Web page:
An Apologia for Poesy
My gardener’s broom goes whisking light
first left, then right, then left, then right
with touch so slight I barely hear
the bristles as they take their bite.
The birds were first up and about,
and then both dogs asked to get out.
Then that broom reminded me
of one more creature left to rout.
I stir myself to go and pee,
sifting the words dreams left in me,
birthing a new poem in my head,
Until it’s written, I’m not free.
Back to bed, I find it best
to go, computer on my chest,
typing words with beat and rhyme
still ensconced in my morning nest.
Searching for ideas and words,
I use the rhythm of the birds
and Pasiano’s sweeping broom
the braying burro, the bleating herds.
Noises fill this busy world
even as I’m safely curled
still abed, my senses all
alert and ready, full unfurled.
I hear the grackle far above,
the insistent cooing of a dove,
as in the kitchen, Yolanda dons
her apron and her rubber glove.
I hear the water’s swirl and flush
the busy whipping of her brush
around each glass I might have left,
careless in my bedtime rush.
Her string mop silent, I barely know
if she’s still here. Or did she go?
I find her in the kitchen still,
arranging glasses, row on row.
It’s back to bed again I trot.
Arranging glasses I am not,
but rather words I nudge and shift
here and there until they’re caught.
Glued to the page forever more––
be they rich words, be they poor––
nevertheless, these words are mine:
poems, stories, truth or lore.
We are not slothful, lazy, weak
because it’s words we choose to seek
instead of labors more obvious
like plumber or computer geek.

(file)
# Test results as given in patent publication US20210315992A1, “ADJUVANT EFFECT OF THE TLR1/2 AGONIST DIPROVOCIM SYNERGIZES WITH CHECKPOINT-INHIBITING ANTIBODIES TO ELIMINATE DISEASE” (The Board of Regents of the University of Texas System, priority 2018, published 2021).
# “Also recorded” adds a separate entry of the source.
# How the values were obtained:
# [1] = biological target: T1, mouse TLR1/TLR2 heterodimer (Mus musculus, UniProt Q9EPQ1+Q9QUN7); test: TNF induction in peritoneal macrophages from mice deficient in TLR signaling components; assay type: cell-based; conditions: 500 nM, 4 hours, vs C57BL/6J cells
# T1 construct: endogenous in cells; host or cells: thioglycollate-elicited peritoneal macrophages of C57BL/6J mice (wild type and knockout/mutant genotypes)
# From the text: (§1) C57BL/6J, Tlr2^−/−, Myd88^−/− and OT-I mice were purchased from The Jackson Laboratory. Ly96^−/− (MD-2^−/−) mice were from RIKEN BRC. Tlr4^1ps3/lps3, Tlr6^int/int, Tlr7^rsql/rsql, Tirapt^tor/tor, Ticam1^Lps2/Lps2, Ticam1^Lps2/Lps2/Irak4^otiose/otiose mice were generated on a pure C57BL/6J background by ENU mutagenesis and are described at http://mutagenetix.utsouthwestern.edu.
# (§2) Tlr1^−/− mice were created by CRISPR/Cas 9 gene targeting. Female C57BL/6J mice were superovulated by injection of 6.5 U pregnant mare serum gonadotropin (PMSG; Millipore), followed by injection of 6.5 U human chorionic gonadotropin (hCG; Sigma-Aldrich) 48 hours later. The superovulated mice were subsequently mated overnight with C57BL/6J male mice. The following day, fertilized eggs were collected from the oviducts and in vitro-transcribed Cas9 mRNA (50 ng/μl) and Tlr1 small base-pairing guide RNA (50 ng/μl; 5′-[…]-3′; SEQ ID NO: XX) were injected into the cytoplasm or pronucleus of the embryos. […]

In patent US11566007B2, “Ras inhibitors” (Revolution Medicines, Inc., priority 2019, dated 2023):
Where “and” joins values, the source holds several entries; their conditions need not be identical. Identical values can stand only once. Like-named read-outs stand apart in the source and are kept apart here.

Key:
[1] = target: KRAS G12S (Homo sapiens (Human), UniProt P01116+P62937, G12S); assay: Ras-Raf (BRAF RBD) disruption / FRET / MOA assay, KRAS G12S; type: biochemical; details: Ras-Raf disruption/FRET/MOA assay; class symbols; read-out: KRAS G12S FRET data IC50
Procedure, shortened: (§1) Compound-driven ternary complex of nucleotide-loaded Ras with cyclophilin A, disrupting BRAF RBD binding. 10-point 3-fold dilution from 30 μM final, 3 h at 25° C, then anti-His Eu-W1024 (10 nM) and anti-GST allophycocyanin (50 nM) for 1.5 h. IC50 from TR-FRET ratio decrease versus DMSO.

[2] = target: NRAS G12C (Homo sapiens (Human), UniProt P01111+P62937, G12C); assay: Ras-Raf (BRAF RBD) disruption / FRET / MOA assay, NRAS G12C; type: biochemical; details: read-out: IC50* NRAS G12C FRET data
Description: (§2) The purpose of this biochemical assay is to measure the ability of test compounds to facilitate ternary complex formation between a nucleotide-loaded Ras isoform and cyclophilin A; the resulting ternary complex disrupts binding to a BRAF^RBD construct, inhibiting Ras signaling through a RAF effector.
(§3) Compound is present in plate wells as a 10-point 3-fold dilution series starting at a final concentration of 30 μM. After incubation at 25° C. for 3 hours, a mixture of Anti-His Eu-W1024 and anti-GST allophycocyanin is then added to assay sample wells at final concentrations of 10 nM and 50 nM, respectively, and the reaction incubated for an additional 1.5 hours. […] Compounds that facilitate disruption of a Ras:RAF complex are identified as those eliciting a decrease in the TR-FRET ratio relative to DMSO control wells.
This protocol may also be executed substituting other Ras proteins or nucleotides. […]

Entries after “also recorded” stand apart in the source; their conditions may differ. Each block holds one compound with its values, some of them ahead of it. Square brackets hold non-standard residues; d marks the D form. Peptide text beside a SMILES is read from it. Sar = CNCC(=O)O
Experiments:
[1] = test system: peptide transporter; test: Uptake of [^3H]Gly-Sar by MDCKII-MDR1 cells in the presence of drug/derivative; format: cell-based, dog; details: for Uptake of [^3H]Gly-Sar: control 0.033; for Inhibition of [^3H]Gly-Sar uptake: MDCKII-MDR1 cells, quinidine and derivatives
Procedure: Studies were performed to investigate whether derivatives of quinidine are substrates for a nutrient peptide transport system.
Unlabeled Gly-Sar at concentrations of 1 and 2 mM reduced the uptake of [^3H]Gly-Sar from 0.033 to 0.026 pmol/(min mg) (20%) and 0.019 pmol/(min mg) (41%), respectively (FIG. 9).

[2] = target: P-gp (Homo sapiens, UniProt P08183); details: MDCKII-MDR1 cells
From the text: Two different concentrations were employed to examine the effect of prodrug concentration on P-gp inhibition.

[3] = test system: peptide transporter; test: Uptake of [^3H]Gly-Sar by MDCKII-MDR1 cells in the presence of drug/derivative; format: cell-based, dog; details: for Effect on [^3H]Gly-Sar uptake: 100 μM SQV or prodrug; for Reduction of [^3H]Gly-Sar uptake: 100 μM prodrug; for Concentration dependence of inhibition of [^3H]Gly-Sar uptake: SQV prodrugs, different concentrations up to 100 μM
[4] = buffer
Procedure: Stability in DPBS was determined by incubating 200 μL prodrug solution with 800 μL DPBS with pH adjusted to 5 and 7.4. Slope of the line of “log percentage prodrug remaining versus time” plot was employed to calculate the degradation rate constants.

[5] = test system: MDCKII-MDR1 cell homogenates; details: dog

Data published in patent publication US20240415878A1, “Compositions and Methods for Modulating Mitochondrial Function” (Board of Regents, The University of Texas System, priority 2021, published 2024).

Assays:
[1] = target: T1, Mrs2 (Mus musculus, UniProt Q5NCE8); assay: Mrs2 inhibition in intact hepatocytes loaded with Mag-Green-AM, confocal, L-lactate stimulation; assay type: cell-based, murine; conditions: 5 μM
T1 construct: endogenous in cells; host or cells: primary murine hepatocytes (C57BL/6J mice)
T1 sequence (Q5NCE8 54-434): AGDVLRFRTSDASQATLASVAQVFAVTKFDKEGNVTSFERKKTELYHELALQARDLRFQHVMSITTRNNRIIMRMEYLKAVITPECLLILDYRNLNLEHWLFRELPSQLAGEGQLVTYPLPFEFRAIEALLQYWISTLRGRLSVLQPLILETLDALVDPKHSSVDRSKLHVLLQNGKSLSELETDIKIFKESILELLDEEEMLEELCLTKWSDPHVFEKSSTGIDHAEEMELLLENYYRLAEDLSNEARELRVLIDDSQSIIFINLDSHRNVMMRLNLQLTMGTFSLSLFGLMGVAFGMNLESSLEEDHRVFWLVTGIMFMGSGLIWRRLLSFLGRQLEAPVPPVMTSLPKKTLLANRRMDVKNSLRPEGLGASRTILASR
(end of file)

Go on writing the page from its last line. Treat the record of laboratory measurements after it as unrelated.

Words’ labors are most harrowing.
Our choice of them needs narrowing
and not unlike the farmer’s sow,
mind’s riches we are farrowing.
So blame us not if others mop
our houses or they trim and crop
our gardens for us as we write.
From morn till night, we never stop.
As poets, we, too, have this chore:
each day a poem, and what’s more
we never know till morning’s light
what imagination has in store.
As poets, our lives may seem effete––
not much time spent on our feet––
but those feet are busy, still,
tapping out our poem’s beat.
Cerebral though our work may be,
we are not lazy, you and me,
for though we lie in bed all day,
our writing’s labored––that’s plain to see!
Fandango‘s prompt today is cerebral. This is a rewrite of a poem written for NaPoWriMo four years ago. It is a ruba’i, a Persian form comprised of a four-line stanza with a rhyme scheme of AABA. Robert Frost’s famous poem Stopping By Woods on a Snowy Evening uses this rhyme scheme. Multiple stanzas in the ruba’i form are a rubaiyat, as in The Rubaiyat of Omar Khayyam.